The response to the 2008 economic crisis has relied on monetary stimulus, in the form of quantitative easing and ‘near-zero’ interest rates. Nonetheless, it did lack structural reforms. As a result, the excess liquidity injected into economies by central banks was not allocated efficiently, and global asset prices rose to levels even higher than those prevailing before 2008. NOOR ODEH explains how one of the Islamic economic tools can be utilized efficiently to tackle income inequality.
In 2013, former US treasury secretary Larry Summers proposed that the global economy had entered a long-term economic slump, invoking a previously discredited 1930s theory known as ‘secular stagnation’. According to Benjamin Friedman, a US political economist, prolonged periods of economic distress have also been characterized by public antipathy toward minority groups or foreign countries.
High levels of inequality can play a significant role in stoking conflict. According to research by Thomas Piketty, a French economist, a spike in income inequality is often followed by a great crisis. This correlation (although yet to be proven given the limited data) should not be taken lightly especially with wealth and income inequality at historically high levels.
Islamic economics is not limited to the provision of banking services. The third pillar, which relates to justice, is not about banking at all, but about Zakat, as Sheikh Abdal Hakim Murad, an English Sunni Muslim scholar, researcher, writer and academic, rightly describes it as a statutory purgation of our fiscal bloodstream.
The Zakat may function successfully in today’s odd financial system where wealth is poorly distributed. The pillar of Zakat, in Islam, is an instrument that can be used to reduce poverty and increase social welfare.
Income taxes have failed to limit the ever-increasing gap between the rich and the poor and this revelation proposes a different kind of solution — Zakat is effectively a net wealth tax. The collected wealth tax must be redistributed efficiently into lower and disadvantaged segments of our society.
The advantages of tax on wealth, rather than simply on income, are not only mentioned in the Quran. In 2014, Piketty pointed out in his book titled ‘Capital in the Twenty-First Century’ that when dividends on capital exceed the economic growth rate, the rich get richer. This will eventually threaten the entire global system. The solution he suggests is not an income or sales tax, but a tax on wealth which would also energize our economies.
For example, asset holders will be compelled to invest in profitable enterprises which in turn would generate higher revenue. Investment strategies should focus on real asset growth rather than the circulation of funds among passive investment vehicles. The result, Piketty predicts, would be an end to our era of secular stagnation and the return of a healthier economic model based on tax as a negative reinforce. Passive assets will suffer and economic activity will be rewarded. This will positively impact employment levels, investment and global trade.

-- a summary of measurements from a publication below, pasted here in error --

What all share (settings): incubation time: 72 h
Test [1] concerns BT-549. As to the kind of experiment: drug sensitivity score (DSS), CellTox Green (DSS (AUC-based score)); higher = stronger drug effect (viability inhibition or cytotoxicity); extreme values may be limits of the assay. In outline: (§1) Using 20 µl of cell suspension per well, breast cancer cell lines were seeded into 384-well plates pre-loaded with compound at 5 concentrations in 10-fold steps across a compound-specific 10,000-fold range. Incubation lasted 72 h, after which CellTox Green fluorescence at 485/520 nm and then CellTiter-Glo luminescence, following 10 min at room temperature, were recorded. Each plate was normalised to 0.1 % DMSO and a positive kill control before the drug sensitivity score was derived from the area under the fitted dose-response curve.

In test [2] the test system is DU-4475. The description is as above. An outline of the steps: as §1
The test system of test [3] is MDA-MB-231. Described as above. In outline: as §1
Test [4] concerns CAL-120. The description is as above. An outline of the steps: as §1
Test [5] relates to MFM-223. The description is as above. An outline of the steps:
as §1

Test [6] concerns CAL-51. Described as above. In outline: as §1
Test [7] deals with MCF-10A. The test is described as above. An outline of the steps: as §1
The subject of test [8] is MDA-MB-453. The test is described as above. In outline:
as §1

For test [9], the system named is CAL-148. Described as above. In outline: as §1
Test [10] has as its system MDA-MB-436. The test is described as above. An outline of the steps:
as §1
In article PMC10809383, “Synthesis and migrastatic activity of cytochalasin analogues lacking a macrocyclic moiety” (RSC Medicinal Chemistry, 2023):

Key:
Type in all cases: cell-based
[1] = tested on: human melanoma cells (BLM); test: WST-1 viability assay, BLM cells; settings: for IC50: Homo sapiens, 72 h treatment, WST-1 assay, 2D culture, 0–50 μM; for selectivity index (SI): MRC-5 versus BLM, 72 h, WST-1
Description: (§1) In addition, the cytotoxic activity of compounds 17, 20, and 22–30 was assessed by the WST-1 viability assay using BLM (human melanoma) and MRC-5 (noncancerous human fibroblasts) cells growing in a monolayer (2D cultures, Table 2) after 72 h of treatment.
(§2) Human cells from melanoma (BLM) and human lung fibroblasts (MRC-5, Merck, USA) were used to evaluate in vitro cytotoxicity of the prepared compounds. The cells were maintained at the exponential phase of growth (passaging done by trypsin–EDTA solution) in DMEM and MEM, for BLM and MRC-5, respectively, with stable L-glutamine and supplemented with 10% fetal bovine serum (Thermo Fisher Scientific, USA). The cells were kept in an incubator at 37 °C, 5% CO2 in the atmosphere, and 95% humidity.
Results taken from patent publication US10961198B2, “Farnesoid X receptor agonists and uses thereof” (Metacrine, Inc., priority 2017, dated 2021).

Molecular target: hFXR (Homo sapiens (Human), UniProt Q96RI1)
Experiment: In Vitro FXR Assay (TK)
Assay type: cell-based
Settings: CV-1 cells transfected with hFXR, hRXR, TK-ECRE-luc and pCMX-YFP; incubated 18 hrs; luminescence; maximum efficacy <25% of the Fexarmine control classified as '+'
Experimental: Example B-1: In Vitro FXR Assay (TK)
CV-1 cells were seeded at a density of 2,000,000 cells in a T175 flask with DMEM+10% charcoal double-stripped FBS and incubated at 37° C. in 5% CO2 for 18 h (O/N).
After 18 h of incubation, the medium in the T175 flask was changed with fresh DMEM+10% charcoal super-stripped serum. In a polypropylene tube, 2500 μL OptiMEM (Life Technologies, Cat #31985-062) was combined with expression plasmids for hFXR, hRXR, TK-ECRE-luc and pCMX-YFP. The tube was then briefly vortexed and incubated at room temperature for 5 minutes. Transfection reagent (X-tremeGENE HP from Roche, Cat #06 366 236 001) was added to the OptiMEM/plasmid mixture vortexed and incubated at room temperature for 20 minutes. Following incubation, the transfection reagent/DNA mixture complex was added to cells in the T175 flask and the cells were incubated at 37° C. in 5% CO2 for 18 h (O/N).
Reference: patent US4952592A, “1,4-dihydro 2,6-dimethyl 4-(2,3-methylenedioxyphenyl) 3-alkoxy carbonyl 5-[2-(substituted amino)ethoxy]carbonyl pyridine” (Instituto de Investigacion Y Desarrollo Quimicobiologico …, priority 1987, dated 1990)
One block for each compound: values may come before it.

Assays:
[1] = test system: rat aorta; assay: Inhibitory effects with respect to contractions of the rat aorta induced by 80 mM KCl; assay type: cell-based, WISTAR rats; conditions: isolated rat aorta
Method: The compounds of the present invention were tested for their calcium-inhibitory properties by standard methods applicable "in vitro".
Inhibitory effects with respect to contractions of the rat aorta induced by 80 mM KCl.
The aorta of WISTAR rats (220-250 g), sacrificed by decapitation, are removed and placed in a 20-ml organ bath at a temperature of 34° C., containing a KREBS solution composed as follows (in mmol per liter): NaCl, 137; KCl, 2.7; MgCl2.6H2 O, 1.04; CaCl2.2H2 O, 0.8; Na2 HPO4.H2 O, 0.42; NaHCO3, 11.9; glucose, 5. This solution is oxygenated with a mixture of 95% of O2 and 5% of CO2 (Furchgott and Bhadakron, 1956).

France applies tax on wealth; however, the net result has been a capital flight to other countries. This is the usual argument used against the idea of a wealth tax. Regardless, this argument does not apply to Zakat, which is global and universal.
Zakat requires Muslims of a certain level of wealth to pay 2.5% of their assets to people and communities in need. The kind of people who receive Zakat are the poor, the needy, those in bondage, the debt-ridden and the wayfarer (the refugee), in the cause of God, Zakat administrators and friends of the Muslim community.
Shariah raises the level of tax wealth on certain asset classes and this fact has been neglected by many Muslims. An example is mineral wealth which falls under the category known as Rikaz. Rikaz means wealth with no previous owner which exists underground. Mineral wealth, on extraction, attracts a 10% or at times even 20% Zakat charge, according to Sheikh Abdal in his article titled ‘Zakat in a post-modern economy’ published by the National Zakat Foundation.
Zakat is an underutilized instrument that should not be neglected in our times of extreme poverty and income inequality. We live in a world with an estimated 22.5 million refugees. Humanitarian funding deficits have reached US$16.7 billion. An estimated US$200 billion to US$1 trillion is generated in Zakat globally, according to the Washington Post. If we only effectively channel these funds to the right players, we could see a significant change in the current status of refugees and poverty.
While there are rules for Zakat’s use and distribution, we lack international binding practices that govern its overall collection and distribution. Zakat is often donated informally, meaning there is no official record. Creating a unified Zakat collection and a transparent tracking system across all Zakat bodies globally would allow the clear estimation and distribution of Zakat funds.
Effectively implementing Zakat on all Muslims should be at the top of everyone’s agenda as humanitarian crises have reached new levels.
Noor Odeh was the head of Islamic finance at IDA Ireland before becoming an independent financial consultant in the ethical finance field. She can be contacted at [email protected]